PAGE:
On ‘the Obvious’
So much of medicine is obvious. Or like most things, it’s obvious if you’ve studied it. But if you haven’t studied, many things aren’t obvious at all. Likewise, so much of education and raising children is obvious; if, of course, you had supportive parents, if you’ve read a lot and thought a lot, and if you’ve been exposed to a lot of good parents interacting with their children.
The same is true for reading to your children, it’s obvious. But for many parents, it’s not obvious at all; they have no idea what reading to their children can do. That’s why I think I got choked up. We think of medicine as saving people’s lives, but in this case, maybe I saved several people’s lives. It didn’t take me two minutes to talk to that mother about reading. But for the few seconds I spent with her, her life, and her children’s lives, were changed for the better.
But unlike the more conventional practice of medicine, I did not simply restore them to what they were before. Maybe I helped to make them much better. Maybe I helped them build a life that was larger, and fuller, and happier than what they would have had otherwise.
Advice for New Parents
Anyway, after I started telling parents, “Read to your children,” I began adding other topics. After a few years, I developed a whole little talk, ‘My Advice for New Parents.’
Follows is the full version, which breaks down to three basic points. I almost never give new parents the full talk, I usually just give some abbreviated form, tailored for what I think would be useful to them. I once had a grandmother complain to the administration about this, even though I had been speaking to her daughter, the mother of the child I was examining, and not her. The actual mother herself had listened to me quite attentively.
But either way, it’s worth an occasional complaint. Where else would I have the opportunity to help so many people, with so little time and effort?
1) Screen Time vs Reading Time
The first topic I often touch on in my advice for new parents involves ‘screen time.’ Research over the past few years has prompted the American College of Family Physicians and the American College of Pediatricians to recommend that we limit screen time in our children — TV, computer, cell phone, electronic games — to no more than 2 hours a day.
But the less the better. Imagination is critical in the modern world. It is important that we learn to ‘see’ things in our heads that we’ve heard or read, so that we can analyze and innovate. A child can’t develop her imagination if she’s constantly watching a machine that does all of her imagining for her.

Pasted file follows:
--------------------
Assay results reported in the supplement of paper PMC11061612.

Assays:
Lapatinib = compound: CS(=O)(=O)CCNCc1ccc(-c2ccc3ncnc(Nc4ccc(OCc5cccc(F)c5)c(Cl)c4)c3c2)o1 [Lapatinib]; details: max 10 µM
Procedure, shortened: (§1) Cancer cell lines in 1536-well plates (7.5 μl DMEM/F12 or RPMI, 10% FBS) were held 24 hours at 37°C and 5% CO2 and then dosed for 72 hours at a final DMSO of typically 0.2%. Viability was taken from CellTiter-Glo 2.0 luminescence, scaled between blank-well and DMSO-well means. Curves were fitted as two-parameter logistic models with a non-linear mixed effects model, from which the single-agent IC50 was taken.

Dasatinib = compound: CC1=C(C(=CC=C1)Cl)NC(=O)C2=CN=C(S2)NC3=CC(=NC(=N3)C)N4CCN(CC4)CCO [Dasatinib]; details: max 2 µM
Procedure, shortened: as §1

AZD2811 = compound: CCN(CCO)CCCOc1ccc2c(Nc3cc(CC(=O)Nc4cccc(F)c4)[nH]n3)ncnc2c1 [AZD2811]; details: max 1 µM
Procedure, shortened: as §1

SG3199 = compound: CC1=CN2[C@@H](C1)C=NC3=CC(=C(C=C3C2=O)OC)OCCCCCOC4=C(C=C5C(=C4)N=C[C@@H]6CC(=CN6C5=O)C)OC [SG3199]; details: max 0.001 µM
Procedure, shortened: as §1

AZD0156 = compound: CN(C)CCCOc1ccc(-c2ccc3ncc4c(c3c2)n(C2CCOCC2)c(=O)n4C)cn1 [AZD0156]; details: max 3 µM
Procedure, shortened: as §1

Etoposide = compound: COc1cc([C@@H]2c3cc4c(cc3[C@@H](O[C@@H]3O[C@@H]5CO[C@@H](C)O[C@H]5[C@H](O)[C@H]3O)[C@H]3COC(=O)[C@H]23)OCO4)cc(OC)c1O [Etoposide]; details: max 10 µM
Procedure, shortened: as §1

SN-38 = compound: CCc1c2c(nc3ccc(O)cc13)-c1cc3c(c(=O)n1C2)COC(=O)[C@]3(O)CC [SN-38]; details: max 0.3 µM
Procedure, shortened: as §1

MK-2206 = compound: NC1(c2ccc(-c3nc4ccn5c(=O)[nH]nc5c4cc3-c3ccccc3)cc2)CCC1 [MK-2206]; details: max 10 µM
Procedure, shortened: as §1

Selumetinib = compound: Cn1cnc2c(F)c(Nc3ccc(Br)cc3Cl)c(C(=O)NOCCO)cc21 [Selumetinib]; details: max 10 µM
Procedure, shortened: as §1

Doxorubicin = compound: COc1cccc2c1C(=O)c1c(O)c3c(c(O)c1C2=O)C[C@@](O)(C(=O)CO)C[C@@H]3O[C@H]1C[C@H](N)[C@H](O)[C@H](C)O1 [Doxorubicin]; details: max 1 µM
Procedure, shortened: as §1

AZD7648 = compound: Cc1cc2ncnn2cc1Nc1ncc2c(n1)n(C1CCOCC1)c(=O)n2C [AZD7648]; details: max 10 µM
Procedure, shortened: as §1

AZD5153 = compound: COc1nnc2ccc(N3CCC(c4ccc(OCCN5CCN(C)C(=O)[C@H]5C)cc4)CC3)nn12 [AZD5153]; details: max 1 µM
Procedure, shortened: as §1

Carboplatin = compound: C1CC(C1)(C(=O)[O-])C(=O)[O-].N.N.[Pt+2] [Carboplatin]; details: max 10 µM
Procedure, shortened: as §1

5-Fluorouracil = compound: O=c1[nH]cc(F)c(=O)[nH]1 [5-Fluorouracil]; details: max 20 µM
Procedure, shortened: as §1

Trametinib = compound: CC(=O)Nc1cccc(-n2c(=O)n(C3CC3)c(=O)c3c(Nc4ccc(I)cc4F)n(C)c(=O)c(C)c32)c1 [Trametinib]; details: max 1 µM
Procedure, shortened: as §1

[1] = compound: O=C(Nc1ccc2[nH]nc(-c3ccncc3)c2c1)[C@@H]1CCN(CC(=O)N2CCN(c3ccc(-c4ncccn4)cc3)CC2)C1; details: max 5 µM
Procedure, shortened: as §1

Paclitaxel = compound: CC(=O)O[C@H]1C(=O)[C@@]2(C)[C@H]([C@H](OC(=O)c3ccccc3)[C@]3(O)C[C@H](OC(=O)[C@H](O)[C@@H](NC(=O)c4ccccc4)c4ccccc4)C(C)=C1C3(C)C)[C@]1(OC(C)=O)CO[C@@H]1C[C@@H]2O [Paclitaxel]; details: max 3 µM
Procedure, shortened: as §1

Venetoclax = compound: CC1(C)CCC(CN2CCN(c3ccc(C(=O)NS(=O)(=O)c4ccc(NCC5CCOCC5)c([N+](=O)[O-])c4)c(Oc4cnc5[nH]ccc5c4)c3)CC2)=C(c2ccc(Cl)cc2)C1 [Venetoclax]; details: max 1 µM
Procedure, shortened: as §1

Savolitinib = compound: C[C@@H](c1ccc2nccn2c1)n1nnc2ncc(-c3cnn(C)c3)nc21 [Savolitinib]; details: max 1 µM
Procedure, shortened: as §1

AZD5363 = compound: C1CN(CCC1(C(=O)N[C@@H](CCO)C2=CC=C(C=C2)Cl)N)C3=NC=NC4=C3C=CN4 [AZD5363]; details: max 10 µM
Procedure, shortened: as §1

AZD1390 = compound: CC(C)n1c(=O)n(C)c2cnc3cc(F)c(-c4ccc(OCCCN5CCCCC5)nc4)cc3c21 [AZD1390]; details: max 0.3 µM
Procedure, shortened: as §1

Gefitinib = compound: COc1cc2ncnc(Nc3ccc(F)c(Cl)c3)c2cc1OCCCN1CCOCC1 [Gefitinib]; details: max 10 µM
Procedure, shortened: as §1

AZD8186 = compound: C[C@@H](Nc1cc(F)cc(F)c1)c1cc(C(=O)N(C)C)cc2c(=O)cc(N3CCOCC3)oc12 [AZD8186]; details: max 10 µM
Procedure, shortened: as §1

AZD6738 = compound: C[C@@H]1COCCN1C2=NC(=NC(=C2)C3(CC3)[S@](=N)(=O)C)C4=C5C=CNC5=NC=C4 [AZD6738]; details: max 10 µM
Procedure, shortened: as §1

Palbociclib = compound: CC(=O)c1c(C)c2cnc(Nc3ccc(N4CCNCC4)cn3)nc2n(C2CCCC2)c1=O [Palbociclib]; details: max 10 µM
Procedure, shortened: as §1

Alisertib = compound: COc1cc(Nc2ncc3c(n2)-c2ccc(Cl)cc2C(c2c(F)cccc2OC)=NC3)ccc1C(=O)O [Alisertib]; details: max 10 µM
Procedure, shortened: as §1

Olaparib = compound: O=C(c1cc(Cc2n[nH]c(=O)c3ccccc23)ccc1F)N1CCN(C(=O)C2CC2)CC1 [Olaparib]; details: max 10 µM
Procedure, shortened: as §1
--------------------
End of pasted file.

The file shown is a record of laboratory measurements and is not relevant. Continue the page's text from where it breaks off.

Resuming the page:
So in place of of screen time, my advice for new parents is to read to your children, and start as soon as you can sit them on your lap. Read to them every day, as often as you can.
Then, when they get to 3 or 4 years old, begin playing card and board games with them. This lays the foundation for math skills and for analytical reasoning later on.
I tell the parents that if you do these two things, your children will amaze you when they go to school, and throughout their lives.
2) Losing Your Child
Every parent’s greatest fear is losing a child. But in my advice for new parents, I explain that we lose our children every night: the child who wakes up in the morning is not the child we put to bed the night before. And we will never – ever – see that other child again.
And then the day will come that will be the last time that our child runs to see us at the door, the last time that we hold her/him in our arms, or the last time that we read to him/her. And we won’t even know it’s the last time.
So we need to treat them all as if it were the last time.
And as if it were the first time.
3) Patience & Faith
I knew a man who got a whipping when he didn’t play well in pee-wee baseball. No good parent would do that today. It would only destroy the child’s interest in baseball, and his self-confidence in playing it.
So why do we put so much more love and patience into teaching our children how to handle a pop-up fly, than we do in learning to handle frustration, disappointment, and self-control? I’m 63 years old, I still struggle with those things. But somehow, the same parents who patiently teach their children sports or other activities, will nevertheless discipline them sternly when they loudly express their fears and frustrations.
Robert Fulghum said it very well, “Don’t worry that your children never listen to you. Worry that they’re always watching you.” We cannot teach true self-control to our children, by losing our own self-control.
Our children love us, they need us, and they will work hard for our approval. When they are misbehaving, we often find out later they were tired, or hungry, or afraid. And ‘afraid’ is the hard part, because often they won’t tell us when they’re afraid, or what they’re afraid about. The truth is, they’re not always aware of what they’re afraid of themselves.
But to discipline a child is who suffering is not what any of us want to do.
Children figure out most of what they need to do, and how they need to behave, if we just give them some time, and have a little faith. We need to give them lots of praise and patience, and discipline them as little as we can get away with. The truth is, they’re the geniuses in the relationship; they’re really the ones who figure it out as they go.
So that’s my advice for new parents. Maybe some of you can use it or share it, or change it and make it better. I hope so.
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Photograph courtesy of Eugene Kim.